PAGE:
The 25th edition of the World Pork Expo in Des Moines, IA, USA, attracted nearly 20,000 visitors. The show was very timely to inform the pork industry all about the latest threat to the industry: Porcine Epidemic Diarrhoea.
There were plenty of hot issues this year, in the weeks leading up to the 2013 World Pork Expo. For several years, drought and heat in the Mid West had affected crop yields – this year, however, it had been unusually wet in spring, with tornadoes making headlines even in the week of the expo.
And if it was not the weather, another topic of conversation could have been the announced takeover of Smithfield by the Chinese Shuanghui Group. Neither of the two proved to be the hot topic at the annual show. Along with the usual pastime of hog shows, barbecues and supplier meetings, one issue jumped into view – Porcine Epidemic Diarrhoea (PED), a disease that had never touched US soil until this spring. On 29 April, it was confirmed at a growing pig site in Ohio. Ever since, the virus was diagnosed on 110 farms in 11 states by the time the World Pork Expo kicked off – and growing to 331 cases in 16 states mid-July. PED, in clinical signs similar to Transmissible Gastro-Enteritis, affects pigs of all ages, but can cause high mortality among neonatal ones. Seminars were replaced, additional press conferences were being held, the media zoomed in on the virus’ potential. It made the Smithfield deal seem less important and weather conditions only a side topic.
During a special luncheon, organized by the US National Pork Producers Council (NPPC), questions were answered as to the origins of the disease. Emerging pork markets as China and Vietnam are known to be suffering from PED virus these days and Asia could well be the origin of the infection, indicated Dr Greg Stevenson, professor at Iowa State University’s Diagnostic Veterinary Lab. After sequencing the virus’ genome, it turned out to be 99% identical to the genome of PED virus found in China.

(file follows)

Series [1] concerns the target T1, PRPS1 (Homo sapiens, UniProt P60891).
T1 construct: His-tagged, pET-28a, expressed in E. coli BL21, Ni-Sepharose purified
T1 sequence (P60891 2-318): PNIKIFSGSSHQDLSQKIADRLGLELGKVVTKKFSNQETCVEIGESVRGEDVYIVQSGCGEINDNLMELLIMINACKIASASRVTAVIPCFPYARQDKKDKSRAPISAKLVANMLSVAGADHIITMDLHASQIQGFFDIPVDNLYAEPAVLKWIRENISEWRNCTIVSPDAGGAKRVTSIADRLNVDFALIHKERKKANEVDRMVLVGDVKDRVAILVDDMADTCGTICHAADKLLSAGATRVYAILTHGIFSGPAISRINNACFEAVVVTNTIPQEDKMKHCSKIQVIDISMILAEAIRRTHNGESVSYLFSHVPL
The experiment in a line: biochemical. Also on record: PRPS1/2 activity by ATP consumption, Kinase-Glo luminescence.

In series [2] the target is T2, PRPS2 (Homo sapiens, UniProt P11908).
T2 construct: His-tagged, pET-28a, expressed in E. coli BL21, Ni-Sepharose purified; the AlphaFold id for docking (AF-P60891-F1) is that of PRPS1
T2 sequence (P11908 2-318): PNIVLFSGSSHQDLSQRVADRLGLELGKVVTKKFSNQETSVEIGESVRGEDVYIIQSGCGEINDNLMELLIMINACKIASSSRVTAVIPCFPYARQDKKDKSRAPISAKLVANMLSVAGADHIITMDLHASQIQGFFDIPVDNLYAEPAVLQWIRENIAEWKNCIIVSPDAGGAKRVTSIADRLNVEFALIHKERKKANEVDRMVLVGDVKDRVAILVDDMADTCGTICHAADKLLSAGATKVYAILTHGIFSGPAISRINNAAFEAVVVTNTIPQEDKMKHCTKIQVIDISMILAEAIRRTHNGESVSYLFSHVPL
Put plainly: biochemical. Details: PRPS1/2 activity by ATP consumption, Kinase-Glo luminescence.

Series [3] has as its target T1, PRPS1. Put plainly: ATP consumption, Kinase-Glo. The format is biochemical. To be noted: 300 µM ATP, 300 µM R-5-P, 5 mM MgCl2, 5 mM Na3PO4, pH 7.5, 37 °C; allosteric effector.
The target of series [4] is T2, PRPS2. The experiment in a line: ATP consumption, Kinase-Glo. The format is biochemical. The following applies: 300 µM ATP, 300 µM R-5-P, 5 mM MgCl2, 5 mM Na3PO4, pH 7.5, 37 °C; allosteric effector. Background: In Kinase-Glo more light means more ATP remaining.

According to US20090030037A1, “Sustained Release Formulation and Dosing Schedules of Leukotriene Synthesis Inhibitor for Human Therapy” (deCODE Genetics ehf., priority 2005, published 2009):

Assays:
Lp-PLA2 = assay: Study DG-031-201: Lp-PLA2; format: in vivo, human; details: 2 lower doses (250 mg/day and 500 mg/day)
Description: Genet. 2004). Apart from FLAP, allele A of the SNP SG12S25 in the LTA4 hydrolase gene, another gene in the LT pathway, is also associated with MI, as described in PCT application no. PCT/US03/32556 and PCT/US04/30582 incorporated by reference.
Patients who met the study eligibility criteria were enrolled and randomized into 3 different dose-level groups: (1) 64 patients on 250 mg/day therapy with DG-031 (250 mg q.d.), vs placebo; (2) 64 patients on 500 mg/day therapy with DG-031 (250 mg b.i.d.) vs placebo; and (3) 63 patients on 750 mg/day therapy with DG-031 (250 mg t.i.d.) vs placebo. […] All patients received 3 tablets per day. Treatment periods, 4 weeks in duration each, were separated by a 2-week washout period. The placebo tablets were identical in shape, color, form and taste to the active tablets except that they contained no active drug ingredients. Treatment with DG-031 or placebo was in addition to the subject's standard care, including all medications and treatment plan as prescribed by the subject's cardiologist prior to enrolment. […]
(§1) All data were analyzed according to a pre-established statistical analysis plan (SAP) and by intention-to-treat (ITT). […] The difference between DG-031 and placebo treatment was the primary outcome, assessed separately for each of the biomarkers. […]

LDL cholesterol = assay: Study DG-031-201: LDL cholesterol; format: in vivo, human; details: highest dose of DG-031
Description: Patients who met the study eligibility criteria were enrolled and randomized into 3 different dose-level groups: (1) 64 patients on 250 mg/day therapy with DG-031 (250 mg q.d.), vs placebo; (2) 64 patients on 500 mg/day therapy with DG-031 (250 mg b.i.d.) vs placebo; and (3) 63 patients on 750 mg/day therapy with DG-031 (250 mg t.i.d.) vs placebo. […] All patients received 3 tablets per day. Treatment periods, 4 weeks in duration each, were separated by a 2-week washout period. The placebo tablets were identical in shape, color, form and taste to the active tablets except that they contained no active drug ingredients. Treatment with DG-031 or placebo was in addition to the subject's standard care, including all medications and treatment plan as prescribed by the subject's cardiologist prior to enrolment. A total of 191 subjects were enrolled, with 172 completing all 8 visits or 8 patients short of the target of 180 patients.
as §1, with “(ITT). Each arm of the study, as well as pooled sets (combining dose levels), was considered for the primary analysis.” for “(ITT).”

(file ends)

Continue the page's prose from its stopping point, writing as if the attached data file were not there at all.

The virus, however, is far from new, as it was first described in 1971 in the United Kingdom. At the time, it affected various countries throughout Europe and indirectly led to more awareness of on-farm hygiene. In a review in Pig Progress last year in issue 28.08, Korean scientist Prof Dr Hyun-Jin Shin said about the European situation in the 1980s: “The economic impact of the disease was not extremely significant, mainly due to a tight biosecurity.”
In addition, vaccines for PED have been available in e.g. Korea for some time, and were marketed at last year’s IPVS Congress as well as VIV Asia in Bangkok, this March. Attempts to make a vaccine available for the US were in full swing, as Dr Hank Harris of Harrisvaccines announced at WPX that his company is working on a PED vaccine, in cooperation with North Dakota State University. The company aims to have the vaccine available for US pig producers as from mid-August. So perhaps perspectives in the long term do not look that bad for the US pork industry, however understandable the attention on PED was in this difficult economic time. The timing of the show was simply perfect for the topic to grow to big proportions. Early June proved to come too early after April to oversee all consequences – and late enough for the organisation to properly anticipate. For the US pork industry it would be great if next year, 4-6 June – even if weather conditions are good – WPX can properly look beyond the issues of the day.
Source: Pig Progress magazine Volume 26.9 (2013)